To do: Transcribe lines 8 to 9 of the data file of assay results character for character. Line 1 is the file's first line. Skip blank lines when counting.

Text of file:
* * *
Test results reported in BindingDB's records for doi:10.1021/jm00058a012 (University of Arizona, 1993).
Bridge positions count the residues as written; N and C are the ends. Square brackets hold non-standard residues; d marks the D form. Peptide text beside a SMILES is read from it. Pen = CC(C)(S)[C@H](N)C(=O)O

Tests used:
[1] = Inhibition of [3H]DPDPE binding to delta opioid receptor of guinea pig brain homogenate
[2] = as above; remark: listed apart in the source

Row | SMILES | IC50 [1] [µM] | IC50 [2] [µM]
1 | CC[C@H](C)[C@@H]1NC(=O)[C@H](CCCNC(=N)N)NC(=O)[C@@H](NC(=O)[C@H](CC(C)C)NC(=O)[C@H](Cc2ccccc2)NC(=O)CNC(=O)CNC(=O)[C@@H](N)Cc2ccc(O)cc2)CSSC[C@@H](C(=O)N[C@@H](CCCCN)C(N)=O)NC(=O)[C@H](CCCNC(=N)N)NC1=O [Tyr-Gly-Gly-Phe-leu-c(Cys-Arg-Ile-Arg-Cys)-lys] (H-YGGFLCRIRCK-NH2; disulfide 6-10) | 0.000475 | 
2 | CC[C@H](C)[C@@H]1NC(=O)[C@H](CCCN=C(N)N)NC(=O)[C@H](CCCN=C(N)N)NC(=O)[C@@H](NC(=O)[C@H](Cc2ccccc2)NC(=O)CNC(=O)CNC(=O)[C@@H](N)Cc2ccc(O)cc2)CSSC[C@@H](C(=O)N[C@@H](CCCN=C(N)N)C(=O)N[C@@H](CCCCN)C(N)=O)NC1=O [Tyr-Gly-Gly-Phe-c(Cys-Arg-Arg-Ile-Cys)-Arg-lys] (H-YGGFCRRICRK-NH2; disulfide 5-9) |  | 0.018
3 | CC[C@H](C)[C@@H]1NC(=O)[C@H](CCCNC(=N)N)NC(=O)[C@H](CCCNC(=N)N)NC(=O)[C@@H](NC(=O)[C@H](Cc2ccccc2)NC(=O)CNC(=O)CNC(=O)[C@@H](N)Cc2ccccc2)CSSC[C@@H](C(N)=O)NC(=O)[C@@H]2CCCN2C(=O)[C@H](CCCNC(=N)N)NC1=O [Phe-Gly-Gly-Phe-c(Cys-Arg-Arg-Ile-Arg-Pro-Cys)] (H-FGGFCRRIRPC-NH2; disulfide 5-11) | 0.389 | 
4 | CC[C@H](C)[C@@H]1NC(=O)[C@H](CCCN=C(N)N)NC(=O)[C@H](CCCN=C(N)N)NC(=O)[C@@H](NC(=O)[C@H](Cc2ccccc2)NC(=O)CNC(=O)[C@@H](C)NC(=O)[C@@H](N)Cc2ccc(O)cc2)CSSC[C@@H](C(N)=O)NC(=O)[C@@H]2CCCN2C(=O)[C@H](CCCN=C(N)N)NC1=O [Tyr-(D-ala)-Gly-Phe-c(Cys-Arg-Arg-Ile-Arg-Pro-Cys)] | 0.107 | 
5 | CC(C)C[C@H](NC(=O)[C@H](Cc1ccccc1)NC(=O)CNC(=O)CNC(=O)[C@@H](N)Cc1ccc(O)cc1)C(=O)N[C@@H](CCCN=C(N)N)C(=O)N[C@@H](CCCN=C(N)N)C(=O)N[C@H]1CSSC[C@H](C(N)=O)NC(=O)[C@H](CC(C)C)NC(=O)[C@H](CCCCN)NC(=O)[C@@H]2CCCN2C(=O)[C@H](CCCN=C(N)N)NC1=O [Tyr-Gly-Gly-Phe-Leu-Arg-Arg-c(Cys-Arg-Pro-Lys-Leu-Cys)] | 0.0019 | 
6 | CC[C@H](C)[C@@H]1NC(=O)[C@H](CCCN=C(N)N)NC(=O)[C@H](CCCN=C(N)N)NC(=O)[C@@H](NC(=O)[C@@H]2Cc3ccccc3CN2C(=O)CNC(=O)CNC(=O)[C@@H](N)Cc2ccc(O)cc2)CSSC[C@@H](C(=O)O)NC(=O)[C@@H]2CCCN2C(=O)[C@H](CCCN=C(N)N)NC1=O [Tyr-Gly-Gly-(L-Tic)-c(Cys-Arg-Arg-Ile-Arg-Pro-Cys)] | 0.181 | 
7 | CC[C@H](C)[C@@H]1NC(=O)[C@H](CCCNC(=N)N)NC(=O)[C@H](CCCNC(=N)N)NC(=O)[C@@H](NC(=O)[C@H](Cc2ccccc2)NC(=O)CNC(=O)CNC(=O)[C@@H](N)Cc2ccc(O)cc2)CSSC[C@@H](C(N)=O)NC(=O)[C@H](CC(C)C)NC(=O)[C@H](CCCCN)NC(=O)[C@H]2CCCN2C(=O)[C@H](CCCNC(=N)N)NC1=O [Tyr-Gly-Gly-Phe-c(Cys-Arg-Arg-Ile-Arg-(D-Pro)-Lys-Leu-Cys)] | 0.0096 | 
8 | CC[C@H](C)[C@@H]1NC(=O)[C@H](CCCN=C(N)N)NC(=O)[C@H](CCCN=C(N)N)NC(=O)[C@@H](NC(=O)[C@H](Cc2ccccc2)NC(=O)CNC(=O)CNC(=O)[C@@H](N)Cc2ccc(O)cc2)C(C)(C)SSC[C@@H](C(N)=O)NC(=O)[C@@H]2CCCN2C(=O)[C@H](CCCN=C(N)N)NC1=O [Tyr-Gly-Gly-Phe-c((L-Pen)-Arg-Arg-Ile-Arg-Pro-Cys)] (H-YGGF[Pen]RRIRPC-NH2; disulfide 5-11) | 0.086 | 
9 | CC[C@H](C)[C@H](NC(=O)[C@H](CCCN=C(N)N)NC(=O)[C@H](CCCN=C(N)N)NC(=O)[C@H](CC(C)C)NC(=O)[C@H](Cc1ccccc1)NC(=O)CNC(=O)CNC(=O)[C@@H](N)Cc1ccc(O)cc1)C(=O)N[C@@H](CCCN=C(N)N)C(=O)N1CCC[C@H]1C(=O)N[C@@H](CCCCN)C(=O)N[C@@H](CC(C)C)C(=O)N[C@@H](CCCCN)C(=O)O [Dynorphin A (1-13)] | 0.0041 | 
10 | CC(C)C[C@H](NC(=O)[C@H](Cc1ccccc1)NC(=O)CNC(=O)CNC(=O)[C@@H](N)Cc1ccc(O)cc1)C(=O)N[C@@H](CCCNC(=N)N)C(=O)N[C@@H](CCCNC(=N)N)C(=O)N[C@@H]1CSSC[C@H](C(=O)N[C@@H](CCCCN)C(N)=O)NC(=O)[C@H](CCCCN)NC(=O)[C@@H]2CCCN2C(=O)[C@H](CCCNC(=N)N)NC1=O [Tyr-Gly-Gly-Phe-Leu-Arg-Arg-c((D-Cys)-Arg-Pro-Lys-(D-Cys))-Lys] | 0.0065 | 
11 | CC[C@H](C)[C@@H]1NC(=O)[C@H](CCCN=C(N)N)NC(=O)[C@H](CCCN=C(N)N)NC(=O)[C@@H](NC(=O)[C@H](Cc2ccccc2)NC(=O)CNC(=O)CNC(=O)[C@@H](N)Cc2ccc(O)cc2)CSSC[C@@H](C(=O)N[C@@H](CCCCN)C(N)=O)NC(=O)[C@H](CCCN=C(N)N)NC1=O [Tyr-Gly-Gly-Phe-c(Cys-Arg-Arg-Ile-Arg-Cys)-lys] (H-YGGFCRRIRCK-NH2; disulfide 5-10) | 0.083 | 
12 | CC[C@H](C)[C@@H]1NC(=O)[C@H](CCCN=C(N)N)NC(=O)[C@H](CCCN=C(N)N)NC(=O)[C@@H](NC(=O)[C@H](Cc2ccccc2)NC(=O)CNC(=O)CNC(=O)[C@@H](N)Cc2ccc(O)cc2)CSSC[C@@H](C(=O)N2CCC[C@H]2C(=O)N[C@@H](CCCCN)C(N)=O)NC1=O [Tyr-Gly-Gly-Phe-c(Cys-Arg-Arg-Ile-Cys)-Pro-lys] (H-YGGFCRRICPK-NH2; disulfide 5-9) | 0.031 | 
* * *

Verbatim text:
2 | CC[C@H](C)[C@@H]1NC(=O)[C@H](CCCN=C(N)N)NC(=O)[C@H](CCCN=C(N)N)NC(=O)[C@@H](NC(=O)[C@H](Cc2ccccc2)NC(=O)CNC(=O)CNC(=O)[C@@H](N)Cc2ccc(O)cc2)CSSC[C@@H](C(=O)N[C@@H](CCCN=C(N)N)C(=O)N[C@@H](CCCCN)C(N)=O)NC1=O [Tyr-Gly-Gly-Phe-c(Cys-Arg-Arg-Ile-Cys)-Arg-lys] (H-YGGFCRRICRK-NH2; disulfide 5-9) |  | 0.018
3 | CC[C@H](C)[C@@H]1NC(=O)[C@H](CCCNC(=N)N)NC(=O)[C@H](CCCNC(=N)N)NC(=O)[C@@H](NC(=O)[C@H](Cc2ccccc2)NC(=O)CNC(=O)CNC(=O)[C@@H](N)Cc2ccccc2)CSSC[C@@H](C(N)=O)NC(=O)[C@@H]2CCCN2C(=O)[C@H](CCCNC(=N)N)NC1=O [Phe-Gly-Gly-Phe-c(Cys-Arg-Arg-Ile-Arg-Pro-Cys)] (H-FGGFCRRIRPC-NH2; disulfide 5-11) | 0.389 | 